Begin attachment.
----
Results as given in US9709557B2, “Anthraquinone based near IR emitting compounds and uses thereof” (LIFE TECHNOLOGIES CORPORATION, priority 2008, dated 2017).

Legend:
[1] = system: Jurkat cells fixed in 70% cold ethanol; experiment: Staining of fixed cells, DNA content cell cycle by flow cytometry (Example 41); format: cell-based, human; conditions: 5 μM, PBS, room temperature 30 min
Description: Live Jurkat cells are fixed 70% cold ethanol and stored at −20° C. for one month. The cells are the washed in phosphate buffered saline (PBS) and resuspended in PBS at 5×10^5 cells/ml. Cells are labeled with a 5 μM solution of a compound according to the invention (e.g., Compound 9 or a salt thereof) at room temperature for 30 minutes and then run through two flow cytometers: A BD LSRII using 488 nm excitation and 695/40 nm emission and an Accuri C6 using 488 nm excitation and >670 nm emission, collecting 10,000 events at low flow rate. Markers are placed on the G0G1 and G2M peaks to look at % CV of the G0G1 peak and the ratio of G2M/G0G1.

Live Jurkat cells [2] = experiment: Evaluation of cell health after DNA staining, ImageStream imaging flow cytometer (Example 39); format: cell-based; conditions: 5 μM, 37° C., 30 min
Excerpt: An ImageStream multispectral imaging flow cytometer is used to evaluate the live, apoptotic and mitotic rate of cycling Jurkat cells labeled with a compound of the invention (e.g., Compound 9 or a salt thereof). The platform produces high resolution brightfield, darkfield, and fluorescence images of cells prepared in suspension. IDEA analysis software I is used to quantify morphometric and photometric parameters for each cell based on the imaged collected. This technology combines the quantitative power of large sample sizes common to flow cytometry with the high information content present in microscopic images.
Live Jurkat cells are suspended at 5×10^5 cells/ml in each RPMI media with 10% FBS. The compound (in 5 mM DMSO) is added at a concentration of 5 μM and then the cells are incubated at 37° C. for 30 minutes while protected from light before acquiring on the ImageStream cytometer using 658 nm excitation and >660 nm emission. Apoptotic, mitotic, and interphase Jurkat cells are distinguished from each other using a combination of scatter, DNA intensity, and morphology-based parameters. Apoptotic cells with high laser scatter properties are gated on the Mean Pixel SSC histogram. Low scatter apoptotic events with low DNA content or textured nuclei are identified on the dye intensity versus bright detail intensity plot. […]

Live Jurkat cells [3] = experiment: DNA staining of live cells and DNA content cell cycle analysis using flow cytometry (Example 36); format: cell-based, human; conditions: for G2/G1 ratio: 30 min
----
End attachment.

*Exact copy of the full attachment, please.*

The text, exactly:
Results as given in US9709557B2, “Anthraquinone based near IR emitting compounds and uses thereof” (LIFE TECHNOLOGIES CORPORATION, priority 2008, dated 2017).

Legend:
[1] = system: Jurkat cells fixed in 70% cold ethanol; experiment: Staining of fixed cells, DNA content cell cycle by flow cytometry (Example 41); format: cell-based, human; conditions: 5 μM, PBS, room temperature 30 min
Description: Live Jurkat cells are fixed 70% cold ethanol and stored at −20° C. for one month. The cells are the washed in phosphate buffered saline (PBS) and resuspended in PBS at 5×10^5 cells/ml. Cells are labeled with a 5 μM solution of a compound according to the invention (e.g., Compound 9 or a salt thereof) at room temperature for 30 minutes and then run through two flow cytometers: A BD LSRII using 488 nm excitation and 695/40 nm emission and an Accuri C6 using 488 nm excitation and >670 nm emission, collecting 10,000 events at low flow rate. Markers are placed on the G0G1 and G2M peaks to look at % CV of the G0G1 peak and the ratio of G2M/G0G1.

Live Jurkat cells [2] = experiment: Evaluation of cell health after DNA staining, ImageStream imaging flow cytometer (Example 39); format: cell-based; conditions: 5 μM, 37° C., 30 min
Excerpt: An ImageStream multispectral imaging flow cytometer is used to evaluate the live, apoptotic and mitotic rate of cycling Jurkat cells labeled with a compound of the invention (e.g., Compound 9 or a salt thereof). The platform produces high resolution brightfield, darkfield, and fluorescence images of cells prepared in suspension. IDEA analysis software I is used to quantify morphometric and photometric parameters for each cell based on the imaged collected. This technology combines the quantitative power of large sample sizes common to flow cytometry with the high information content present in microscopic images.
Live Jurkat cells are suspended at 5×10^5 cells/ml in each RPMI media with 10% FBS. The compound (in 5 mM DMSO) is added at a concentration of 5 μM and then the cells are incubated at 37° C. for 30 minutes while protected from light before acquiring on the ImageStream cytometer using 658 nm excitation and >660 nm emission. Apoptotic, mitotic, and interphase Jurkat cells are distinguished from each other using a combination of scatter, DNA intensity, and morphology-based parameters. Apoptotic cells with high laser scatter properties are gated on the Mean Pixel SSC histogram. Low scatter apoptotic events with low DNA content or textured nuclei are identified on the dye intensity versus bright detail intensity plot. […]

Live Jurkat cells [3] = experiment: DNA staining of live cells and DNA content cell cycle analysis using flow cytometry (Example 36); format: cell-based, human; conditions: for G2/G1 ratio: 30 min